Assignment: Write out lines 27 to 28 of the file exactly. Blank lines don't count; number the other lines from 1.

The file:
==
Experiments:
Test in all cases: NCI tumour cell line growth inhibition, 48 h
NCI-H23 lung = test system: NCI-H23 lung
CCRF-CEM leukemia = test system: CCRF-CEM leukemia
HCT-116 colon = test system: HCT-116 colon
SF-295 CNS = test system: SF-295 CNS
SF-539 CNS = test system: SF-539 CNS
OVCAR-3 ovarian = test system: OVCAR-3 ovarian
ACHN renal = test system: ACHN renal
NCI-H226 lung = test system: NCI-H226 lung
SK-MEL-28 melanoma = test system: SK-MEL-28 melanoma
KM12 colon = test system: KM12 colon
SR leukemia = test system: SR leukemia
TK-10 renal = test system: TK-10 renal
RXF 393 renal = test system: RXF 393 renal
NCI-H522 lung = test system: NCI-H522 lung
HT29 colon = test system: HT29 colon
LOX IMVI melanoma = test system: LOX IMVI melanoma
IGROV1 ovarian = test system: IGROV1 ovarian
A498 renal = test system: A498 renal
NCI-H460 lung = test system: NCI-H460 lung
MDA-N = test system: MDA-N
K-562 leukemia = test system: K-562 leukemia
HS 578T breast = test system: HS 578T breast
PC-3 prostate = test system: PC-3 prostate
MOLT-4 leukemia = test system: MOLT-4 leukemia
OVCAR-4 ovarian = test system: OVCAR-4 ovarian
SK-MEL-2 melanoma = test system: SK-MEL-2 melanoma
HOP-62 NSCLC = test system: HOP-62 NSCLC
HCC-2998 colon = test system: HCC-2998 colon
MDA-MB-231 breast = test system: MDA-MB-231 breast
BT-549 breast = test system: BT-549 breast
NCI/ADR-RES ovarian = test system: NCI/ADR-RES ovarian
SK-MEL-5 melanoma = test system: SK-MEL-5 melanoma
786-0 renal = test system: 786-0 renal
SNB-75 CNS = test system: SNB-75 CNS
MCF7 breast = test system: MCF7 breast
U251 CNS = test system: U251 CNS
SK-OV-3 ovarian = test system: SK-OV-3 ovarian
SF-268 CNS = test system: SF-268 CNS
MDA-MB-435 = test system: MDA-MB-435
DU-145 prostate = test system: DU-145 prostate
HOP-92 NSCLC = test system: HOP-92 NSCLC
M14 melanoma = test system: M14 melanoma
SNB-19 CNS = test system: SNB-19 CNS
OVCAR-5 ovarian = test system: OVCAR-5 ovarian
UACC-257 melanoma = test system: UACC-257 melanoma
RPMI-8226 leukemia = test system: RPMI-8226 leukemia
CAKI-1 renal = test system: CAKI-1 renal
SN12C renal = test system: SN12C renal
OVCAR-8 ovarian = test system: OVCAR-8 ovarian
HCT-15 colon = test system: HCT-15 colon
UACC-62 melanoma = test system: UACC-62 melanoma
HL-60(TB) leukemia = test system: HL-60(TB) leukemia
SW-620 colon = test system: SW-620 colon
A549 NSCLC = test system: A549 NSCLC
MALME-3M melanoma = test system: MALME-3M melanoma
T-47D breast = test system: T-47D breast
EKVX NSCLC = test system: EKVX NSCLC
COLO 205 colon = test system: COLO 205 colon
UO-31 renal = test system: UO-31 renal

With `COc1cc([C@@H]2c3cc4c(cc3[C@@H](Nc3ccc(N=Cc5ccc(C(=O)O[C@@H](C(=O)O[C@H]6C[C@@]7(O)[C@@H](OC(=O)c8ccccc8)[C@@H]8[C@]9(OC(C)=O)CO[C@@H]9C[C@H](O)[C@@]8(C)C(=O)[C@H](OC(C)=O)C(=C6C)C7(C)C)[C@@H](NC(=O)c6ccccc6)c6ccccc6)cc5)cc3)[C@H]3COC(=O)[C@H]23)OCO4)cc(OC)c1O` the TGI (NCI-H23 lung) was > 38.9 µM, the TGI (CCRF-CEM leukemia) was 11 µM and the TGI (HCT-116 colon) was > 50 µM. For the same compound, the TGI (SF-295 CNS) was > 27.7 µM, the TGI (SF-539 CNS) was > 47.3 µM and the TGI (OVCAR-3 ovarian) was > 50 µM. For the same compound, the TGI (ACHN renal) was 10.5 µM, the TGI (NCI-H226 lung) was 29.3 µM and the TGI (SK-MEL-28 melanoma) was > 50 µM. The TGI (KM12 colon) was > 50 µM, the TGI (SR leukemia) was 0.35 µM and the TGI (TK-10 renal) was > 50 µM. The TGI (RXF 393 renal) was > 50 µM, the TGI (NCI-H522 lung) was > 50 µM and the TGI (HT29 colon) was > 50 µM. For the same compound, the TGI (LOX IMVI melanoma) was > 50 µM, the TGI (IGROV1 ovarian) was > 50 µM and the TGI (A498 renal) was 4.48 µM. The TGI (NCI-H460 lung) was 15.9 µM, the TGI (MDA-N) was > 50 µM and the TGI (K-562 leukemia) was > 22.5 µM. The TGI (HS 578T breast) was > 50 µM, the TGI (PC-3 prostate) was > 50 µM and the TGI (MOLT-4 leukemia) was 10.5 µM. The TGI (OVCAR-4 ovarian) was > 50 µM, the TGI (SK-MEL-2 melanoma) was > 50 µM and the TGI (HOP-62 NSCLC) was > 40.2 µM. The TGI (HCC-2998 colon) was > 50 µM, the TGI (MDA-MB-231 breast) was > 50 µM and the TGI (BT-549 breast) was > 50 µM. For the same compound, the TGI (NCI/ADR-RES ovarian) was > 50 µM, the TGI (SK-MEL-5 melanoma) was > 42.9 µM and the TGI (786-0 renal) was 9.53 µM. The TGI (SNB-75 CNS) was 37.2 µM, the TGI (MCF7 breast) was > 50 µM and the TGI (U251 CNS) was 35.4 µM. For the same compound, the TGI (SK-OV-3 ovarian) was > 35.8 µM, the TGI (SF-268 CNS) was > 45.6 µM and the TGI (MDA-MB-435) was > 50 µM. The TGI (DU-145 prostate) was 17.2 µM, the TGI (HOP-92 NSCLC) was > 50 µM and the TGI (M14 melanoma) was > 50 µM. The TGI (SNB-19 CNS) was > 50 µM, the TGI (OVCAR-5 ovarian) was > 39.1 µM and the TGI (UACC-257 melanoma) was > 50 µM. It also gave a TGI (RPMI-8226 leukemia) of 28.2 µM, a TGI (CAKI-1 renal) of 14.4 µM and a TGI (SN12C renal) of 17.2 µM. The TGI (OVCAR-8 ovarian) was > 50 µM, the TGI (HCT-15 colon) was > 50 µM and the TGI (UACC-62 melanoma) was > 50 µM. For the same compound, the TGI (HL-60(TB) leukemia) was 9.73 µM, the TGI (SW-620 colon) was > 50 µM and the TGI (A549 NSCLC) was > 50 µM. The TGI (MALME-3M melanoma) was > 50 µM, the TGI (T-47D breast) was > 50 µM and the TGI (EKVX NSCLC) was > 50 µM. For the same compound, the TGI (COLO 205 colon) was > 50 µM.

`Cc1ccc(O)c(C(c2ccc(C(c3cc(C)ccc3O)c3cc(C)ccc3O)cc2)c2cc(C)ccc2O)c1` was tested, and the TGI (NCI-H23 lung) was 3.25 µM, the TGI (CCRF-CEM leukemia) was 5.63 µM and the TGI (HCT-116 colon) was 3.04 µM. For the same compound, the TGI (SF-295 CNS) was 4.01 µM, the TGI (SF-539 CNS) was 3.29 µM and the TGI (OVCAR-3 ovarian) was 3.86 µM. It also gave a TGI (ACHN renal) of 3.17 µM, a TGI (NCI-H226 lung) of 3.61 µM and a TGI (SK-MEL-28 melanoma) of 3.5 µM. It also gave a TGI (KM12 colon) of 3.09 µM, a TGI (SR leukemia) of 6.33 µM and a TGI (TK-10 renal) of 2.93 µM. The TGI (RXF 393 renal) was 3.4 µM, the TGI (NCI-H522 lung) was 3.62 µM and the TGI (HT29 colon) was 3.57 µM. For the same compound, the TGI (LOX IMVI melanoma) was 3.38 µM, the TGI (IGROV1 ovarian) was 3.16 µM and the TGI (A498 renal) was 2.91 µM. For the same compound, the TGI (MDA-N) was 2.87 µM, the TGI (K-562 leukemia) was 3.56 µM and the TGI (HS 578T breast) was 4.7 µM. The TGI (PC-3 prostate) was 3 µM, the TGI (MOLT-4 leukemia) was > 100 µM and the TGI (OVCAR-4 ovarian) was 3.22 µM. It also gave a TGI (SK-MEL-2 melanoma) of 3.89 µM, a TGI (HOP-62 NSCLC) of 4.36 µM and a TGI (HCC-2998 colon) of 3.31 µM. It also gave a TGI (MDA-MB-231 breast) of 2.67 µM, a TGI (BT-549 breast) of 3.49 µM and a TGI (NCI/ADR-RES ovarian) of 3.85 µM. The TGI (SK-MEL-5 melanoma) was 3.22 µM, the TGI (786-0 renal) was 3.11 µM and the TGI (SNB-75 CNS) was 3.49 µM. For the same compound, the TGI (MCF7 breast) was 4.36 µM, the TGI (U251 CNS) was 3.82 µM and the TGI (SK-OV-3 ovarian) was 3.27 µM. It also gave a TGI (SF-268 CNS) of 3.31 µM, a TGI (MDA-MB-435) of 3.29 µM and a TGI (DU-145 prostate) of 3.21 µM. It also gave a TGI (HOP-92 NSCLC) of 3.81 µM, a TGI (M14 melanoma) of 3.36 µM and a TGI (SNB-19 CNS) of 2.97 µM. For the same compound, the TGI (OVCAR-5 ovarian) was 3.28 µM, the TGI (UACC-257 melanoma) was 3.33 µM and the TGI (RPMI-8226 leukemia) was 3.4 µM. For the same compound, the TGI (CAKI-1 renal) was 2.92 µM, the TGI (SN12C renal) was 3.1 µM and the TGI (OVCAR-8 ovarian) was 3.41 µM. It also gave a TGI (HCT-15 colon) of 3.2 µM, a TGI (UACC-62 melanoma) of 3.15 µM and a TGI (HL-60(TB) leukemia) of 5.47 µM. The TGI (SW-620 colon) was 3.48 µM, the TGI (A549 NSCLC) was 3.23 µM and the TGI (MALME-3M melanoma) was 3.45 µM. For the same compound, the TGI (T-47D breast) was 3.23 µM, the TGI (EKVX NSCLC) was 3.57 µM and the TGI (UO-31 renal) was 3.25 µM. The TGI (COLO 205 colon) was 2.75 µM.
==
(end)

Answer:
OVCAR-4 ovarian = test system: OVCAR-4 ovarian
SK-MEL-2 melanoma = test system: SK-MEL-2 melanoma